Ty Segall, White Fence, Strange Boys, Bitchin Bajas | Lincoln Hall | Rock, Pop, Etc | Chicago Reader

Ty Segall, White Fence, Strange Boys, Bitchin Bajas Recommended Member Picks 18+ Early Warnings (Music) Sold Out (Music) Soundboard

When: Thu., May 10, 8 p.m. 2012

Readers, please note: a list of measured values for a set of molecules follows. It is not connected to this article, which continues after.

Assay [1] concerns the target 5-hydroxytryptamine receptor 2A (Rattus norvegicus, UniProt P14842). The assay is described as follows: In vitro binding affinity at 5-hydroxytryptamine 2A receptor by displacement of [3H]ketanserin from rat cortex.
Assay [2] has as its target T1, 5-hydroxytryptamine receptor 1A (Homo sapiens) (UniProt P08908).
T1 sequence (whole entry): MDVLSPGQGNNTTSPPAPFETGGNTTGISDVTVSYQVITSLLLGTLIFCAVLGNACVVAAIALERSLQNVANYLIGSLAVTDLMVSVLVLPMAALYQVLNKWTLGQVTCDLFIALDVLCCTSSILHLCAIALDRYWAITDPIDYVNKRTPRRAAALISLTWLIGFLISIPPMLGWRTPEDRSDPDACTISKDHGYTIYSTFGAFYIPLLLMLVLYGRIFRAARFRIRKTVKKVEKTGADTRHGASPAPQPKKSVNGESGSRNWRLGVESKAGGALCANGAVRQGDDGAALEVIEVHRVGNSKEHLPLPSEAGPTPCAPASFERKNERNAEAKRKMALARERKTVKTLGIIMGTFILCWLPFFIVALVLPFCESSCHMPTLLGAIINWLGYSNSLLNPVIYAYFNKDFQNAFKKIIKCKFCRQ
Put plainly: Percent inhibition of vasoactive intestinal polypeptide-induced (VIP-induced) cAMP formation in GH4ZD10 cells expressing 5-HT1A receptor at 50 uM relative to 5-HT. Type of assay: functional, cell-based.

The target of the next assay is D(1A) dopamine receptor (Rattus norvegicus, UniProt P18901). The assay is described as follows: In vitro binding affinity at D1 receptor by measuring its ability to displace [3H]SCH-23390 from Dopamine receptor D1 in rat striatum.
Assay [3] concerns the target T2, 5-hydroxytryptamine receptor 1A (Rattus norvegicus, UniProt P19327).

San Francisco garage rocker Ty Segall is nothing if not prolific. With a no-fuss approach to the studio and a prodigious work ethic, he's made 11 albums since 2008—and the brisk pace of his output seems to have rubbed off on his music, giving it an appealing urgency. Last year's fantastic Goodbye Bread has a dialed-down vibe, balancing its wild howling and heavy distortion with hooky melodies and strummy acoustic guitars, but you can never predict what Segall's next record will sound like from listening to the previous one—Hair (Drag City), released a couple of weeks ago, is an action-packed eight-song collaboration with fellow Bay Area denizen White Fence (ne Tim Presley), who shares Segall's preference for getting shit done quickly. The clash of their personalities sometimes provides a nice tension—they don't seem to have sweated how to combine their contributions to each song, and "Time" and "I Am Not a Game" sound like their sections were crudely spliced together. The combination of their aesthetics results in some cool hybrids too—"Crybaby" features an unlikely mix of in-the-red rock 'n' roll riffs and pure glam vibrato a la Marc Bolan. Throughout Hair, Presley provides a volatility that sets every tune teetering on the brink of disintegration. On June 26 Segall will release Slaughterhouse (In the Red), his first studio record with his current touring band and proof positive that their time on their road together has sharpened their fiery edge. It opens with a gale of guitar feedback from Segall and Mikal Cronin, which recedes to unveil the stomping, hypnotic "Death"—and for the next 35 minutes, unholy guitar skree jockeys for position with driving, Nuggets-style melodies and unhinged rhythms. The production is appropriately raw, but you can hear every mind-frying detail. I'm sure Segall could produce something more refined, but he's killing it doing things his way—I certainly don't want him to stop. —Peter Margasak Strange Boys and Bitchin' Bajas open.

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